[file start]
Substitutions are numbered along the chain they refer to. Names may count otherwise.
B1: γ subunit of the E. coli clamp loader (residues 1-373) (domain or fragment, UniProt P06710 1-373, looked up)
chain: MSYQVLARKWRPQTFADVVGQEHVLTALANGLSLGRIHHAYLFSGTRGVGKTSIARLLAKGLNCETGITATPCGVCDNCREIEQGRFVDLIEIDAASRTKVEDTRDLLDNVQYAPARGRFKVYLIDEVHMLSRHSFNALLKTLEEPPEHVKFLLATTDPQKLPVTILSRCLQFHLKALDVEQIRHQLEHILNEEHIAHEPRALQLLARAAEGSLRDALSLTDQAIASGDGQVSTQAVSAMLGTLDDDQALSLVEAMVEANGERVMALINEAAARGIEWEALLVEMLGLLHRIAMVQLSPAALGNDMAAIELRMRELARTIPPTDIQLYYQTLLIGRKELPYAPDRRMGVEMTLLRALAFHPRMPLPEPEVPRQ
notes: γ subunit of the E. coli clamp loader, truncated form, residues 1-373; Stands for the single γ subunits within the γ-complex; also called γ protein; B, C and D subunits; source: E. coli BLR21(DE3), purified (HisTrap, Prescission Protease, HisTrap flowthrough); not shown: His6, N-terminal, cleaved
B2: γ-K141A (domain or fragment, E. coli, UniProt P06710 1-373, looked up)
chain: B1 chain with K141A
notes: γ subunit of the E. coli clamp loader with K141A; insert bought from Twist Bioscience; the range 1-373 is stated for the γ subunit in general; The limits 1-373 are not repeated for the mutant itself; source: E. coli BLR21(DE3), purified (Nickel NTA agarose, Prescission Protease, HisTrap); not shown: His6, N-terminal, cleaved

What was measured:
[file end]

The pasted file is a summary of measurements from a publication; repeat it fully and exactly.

Substitutions are numbered along the chain they refer to. Names may count otherwise.
B1: γ subunit of the E. coli clamp loader (residues 1-373) (domain or fragment, UniProt P06710 1-373, looked up)
chain: MSYQVLARKWRPQTFADVVGQEHVLTALANGLSLGRIHHAYLFSGTRGVGKTSIARLLAKGLNCETGITATPCGVCDNCREIEQGRFVDLIEIDAASRTKVEDTRDLLDNVQYAPARGRFKVYLIDEVHMLSRHSFNALLKTLEEPPEHVKFLLATTDPQKLPVTILSRCLQFHLKALDVEQIRHQLEHILNEEHIAHEPRALQLLARAAEGSLRDALSLTDQAIASGDGQVSTQAVSAMLGTLDDDQALSLVEAMVEANGERVMALINEAAARGIEWEALLVEMLGLLHRIAMVQLSPAALGNDMAAIELRMRELARTIPPTDIQLYYQTLLIGRKELPYAPDRRMGVEMTLLRALAFHPRMPLPEPEVPRQ
notes: γ subunit of the E. coli clamp loader, truncated form, residues 1-373; Stands for the single γ subunits within the γ-complex; also called γ protein; B, C and D subunits; source: E. coli BLR21(DE3), purified (HisTrap, Prescission Protease, HisTrap flowthrough); not shown: His6, N-terminal, cleaved
B2: γ-K141A (domain or fragment, E. coli, UniProt P06710 1-373, looked up)
chain: B1 chain with K141A
notes: γ subunit of the E. coli clamp loader with K141A; insert bought from Twist Bioscience; the range 1-373 is stated for the γ subunit in general; The limits 1-373 are not repeated for the mutant itself; source: E. coli BLR21(DE3), purified (Nickel NTA agarose, Prescission Protease, HisTrap); not shown: His6, N-terminal, cleaved

What was measured: